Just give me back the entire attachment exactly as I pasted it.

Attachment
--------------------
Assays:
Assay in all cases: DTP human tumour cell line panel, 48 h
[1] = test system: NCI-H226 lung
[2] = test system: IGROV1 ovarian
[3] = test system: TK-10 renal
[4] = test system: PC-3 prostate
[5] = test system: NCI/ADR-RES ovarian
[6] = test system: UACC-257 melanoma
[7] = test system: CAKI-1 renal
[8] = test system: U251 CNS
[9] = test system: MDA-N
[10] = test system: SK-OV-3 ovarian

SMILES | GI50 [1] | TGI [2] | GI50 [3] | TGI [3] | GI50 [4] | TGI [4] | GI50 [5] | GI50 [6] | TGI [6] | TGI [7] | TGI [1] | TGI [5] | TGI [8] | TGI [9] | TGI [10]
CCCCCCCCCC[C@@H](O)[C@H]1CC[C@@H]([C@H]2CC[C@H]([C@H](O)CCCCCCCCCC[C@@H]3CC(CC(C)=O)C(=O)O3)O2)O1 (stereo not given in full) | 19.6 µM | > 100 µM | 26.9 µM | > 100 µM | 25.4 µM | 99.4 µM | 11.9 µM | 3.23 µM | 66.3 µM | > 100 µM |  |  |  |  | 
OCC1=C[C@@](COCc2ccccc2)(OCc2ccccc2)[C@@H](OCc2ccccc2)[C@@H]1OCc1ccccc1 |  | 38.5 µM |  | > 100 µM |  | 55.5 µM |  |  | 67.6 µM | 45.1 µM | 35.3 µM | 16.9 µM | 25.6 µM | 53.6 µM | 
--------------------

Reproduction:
Assays:
Assay in all cases: DTP human tumour cell line panel, 48 h
[1] = test system: NCI-H226 lung
[2] = test system: IGROV1 ovarian
[3] = test system: TK-10 renal
[4] = test system: PC-3 prostate
[5] = test system: NCI/ADR-RES ovarian
[6] = test system: UACC-257 melanoma
[7] = test system: CAKI-1 renal
[8] = test system: U251 CNS
[9] = test system: MDA-N
[10] = test system: SK-OV-3 ovarian

SMILES | GI50 [1] | TGI [2] | GI50 [3] | TGI [3] | GI50 [4] | TGI [4] | GI50 [5] | GI50 [6] | TGI [6] | TGI [7] | TGI [1] | TGI [5] | TGI [8] | TGI [9] | TGI [10]
CCCCCCCCCC[C@@H](O)[C@H]1CC[C@@H]([C@H]2CC[C@H]([C@H](O)CCCCCCCCCC[C@@H]3CC(CC(C)=O)C(=O)O3)O2)O1 (stereo not given in full) | 19.6 µM | > 100 µM | 26.9 µM | > 100 µM | 25.4 µM | 99.4 µM | 11.9 µM | 3.23 µM | 66.3 µM | > 100 µM |  |  |  |  | 
OCC1=C[C@@](COCc2ccccc2)(OCc2ccccc2)[C@@H](OCc2ccccc2)[C@@H]1OCc1ccccc1 |  | 38.5 µM |  | > 100 µM |  | 55.5 µM |  |  | 67.6 µM | 45.1 µM | 35.3 µM | 16.9 µM | 25.6 µM | 53.6 µM | 